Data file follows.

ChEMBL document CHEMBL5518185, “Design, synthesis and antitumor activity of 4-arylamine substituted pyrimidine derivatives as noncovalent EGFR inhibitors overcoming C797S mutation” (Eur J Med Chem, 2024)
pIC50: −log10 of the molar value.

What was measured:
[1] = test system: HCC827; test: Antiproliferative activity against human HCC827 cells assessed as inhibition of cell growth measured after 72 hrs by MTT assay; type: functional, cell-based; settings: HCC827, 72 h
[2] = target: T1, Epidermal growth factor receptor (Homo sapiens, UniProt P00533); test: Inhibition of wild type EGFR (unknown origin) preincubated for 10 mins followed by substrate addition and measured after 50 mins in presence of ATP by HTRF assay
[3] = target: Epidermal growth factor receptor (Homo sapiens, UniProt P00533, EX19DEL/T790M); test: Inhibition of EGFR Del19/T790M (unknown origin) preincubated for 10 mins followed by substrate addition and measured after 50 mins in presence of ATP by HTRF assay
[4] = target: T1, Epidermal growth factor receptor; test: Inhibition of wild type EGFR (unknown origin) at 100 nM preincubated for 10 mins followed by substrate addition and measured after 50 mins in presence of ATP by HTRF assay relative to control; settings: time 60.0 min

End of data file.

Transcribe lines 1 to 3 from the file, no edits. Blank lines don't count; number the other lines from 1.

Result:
ChEMBL document CHEMBL5518185, “Design, synthesis and antitumor activity of 4-arylamine substituted pyrimidine derivatives as noncovalent EGFR inhibitors overcoming C797S mutation” (Eur J Med Chem, 2024)
pIC50: −log10 of the molar value.

What was measured: